(1 wt.%) electrodeposited RVC recorded at a sweep rate two electrode reactions were observed: reduction of PbSO4
of 5 mV s1 for potentials between 1.4 and 1.6 V. The to Pb (c2, Fig. 6, peak potential 1 V) and H2 evolution (c3,
voltammogram shows the characteristic electrochemical at potentials <1.2 V).
features of Pb–Sn alloys [14,15]. On the anodic scan, the Fig. 7 shows the weight losses of the three-dimensional
peak at 0.89 V corresponding to the oxidation of Pb to reticulated coupons (on exposed geometric surface area
PbSO4 (a1, Fig. 6) is followed by a small shoulder-like wave basis) after 13 days of anodic polarization at each of the
at 0.78 V, given by the oxidation of Sn (1 wt.% in the investigated potentials (1.25, 1.35 and 1.45 V, respectively).
alloy) to SnSO4 (a2, Fig. 6) [15]. Experiments were performed at both 295 and 313 K.
Further on the anodic scan, at a potential of 1.6 V The lowest corrosion rate was observed at 295 K for an
corresponding to O2 evolution and PbO2 formation the anode potential of 1.35 V. In this case the weight loss was
current density was only about 10 mA cm2 (a4, Fig. 6). about 2 mg cm2 (Fig. 7). The effect of temperature was
For comparison, a reticulated structure without Sn present most pronounced at higher anodic potentials. For instance, at
gave about an order of magnitude higher current density at a 1.25 V increasing the temperature from 295 to 313 K pro-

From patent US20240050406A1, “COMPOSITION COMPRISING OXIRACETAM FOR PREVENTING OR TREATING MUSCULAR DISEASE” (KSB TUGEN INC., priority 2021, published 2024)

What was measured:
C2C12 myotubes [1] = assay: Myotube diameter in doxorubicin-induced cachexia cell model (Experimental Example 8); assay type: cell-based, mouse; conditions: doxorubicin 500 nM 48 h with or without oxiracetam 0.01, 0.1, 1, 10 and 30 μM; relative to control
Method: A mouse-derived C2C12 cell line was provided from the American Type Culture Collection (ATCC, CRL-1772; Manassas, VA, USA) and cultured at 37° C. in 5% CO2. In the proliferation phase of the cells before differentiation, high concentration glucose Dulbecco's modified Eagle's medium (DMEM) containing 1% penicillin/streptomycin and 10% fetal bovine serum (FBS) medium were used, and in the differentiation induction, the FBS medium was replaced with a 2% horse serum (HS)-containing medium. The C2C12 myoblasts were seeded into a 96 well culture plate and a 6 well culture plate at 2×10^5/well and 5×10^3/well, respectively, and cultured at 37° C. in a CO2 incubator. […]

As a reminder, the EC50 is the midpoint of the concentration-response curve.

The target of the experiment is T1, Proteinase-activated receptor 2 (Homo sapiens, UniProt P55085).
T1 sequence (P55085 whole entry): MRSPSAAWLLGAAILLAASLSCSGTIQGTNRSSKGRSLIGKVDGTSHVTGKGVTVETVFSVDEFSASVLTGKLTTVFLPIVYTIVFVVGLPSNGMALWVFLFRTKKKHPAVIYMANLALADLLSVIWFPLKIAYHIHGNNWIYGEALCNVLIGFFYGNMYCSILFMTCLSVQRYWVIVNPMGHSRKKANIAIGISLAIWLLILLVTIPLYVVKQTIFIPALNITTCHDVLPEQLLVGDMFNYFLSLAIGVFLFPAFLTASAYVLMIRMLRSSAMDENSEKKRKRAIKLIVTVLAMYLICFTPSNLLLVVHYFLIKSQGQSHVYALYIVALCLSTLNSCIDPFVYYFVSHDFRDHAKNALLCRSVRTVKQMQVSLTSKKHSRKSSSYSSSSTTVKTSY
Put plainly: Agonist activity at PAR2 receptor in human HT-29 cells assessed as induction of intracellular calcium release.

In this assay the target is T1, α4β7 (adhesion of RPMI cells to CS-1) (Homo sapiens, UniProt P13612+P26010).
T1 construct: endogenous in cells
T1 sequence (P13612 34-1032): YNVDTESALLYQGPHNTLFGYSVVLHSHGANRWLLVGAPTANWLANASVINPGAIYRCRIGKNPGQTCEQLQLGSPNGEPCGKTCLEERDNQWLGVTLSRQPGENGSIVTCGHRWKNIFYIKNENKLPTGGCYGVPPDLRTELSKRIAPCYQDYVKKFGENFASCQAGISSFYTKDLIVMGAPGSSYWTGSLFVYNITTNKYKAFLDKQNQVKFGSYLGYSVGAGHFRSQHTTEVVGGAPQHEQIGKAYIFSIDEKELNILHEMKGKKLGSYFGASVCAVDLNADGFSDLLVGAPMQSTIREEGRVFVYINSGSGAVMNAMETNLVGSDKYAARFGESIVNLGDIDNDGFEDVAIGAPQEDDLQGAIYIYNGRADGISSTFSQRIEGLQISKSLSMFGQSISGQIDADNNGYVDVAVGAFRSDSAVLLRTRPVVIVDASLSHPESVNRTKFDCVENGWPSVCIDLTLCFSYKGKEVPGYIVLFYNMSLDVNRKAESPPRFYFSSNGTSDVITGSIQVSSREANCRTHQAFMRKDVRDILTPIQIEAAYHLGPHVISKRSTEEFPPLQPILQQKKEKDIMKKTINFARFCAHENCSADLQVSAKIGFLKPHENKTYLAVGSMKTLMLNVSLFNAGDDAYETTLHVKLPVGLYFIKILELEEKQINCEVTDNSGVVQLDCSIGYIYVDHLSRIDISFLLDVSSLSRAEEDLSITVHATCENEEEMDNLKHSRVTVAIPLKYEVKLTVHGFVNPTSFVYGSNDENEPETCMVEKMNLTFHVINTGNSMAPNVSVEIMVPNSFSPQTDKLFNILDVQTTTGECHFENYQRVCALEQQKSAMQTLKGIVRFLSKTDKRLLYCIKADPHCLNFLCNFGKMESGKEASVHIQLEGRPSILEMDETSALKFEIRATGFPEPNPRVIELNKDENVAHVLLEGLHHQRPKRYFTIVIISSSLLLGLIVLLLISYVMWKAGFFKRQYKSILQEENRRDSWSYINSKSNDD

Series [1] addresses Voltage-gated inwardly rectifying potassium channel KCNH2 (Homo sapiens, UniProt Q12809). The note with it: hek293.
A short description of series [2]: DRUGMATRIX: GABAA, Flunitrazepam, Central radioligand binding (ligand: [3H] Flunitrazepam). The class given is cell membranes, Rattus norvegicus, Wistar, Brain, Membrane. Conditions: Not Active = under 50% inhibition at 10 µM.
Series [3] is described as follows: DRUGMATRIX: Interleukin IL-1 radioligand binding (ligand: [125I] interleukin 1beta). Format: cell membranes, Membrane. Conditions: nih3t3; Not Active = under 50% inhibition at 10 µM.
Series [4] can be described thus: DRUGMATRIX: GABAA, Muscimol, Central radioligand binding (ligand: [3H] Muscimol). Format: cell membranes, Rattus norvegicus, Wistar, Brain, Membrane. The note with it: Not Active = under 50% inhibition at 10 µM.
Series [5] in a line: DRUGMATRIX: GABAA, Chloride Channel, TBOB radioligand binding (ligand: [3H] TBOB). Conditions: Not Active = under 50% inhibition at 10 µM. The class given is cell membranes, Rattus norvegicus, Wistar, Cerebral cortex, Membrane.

potential of 1.6 V [2]. Thus, the presence of Sn increases the duced only a slight increase of weight loss from 2.7 to
overpotential for O2 evolution and PbO2 formation [14]. 3.5 mg cm2. At 1.45 V on the other hand, the temperature
Scanning in the cathodic direction, first an oxidation peak increase produced approximately an eight times higher
(a3) was obtained at 1.2 V. The presence of this anodic peak weight loss, 28 versus 3.7 mg cm2 (Fig. 7). Unfortunately,
was previously described in the literature [5]. It was attrib- there is no literature data on reticulated collector corrosion
uted to either H2O oxidation by PbO2 [16] or to cracking to compare the present data with. However, for an expanded
associated with molar volume increase when PbO2 is grid made of ternary Pb–(0.088 wt.%) Ca–(0.34 wt.%) Sn
reduced to PbSO4 [17]. Since in the present case, during alloy, a 4 mg cm2 weight loss was reported after 14 days of
one sweep, no cathodic peak was obtained corresponding to exposure at 1.36 V and 323 K in H2SO4 of 1.28 relative
PbO2 reduction (usually observed at about 1.1 V [2]) the density [19]. Further studies by a combination of electro-
water oxidation hypothesis seems more plausible. chemical and surface science methods are required to fully

Fig. 7. Anodic polarization of Pb–Sn (1 wt.%) electrodeposited RVC. Duration of exposure at each potential value: 13 days. Electrolyte: 1.3 relative density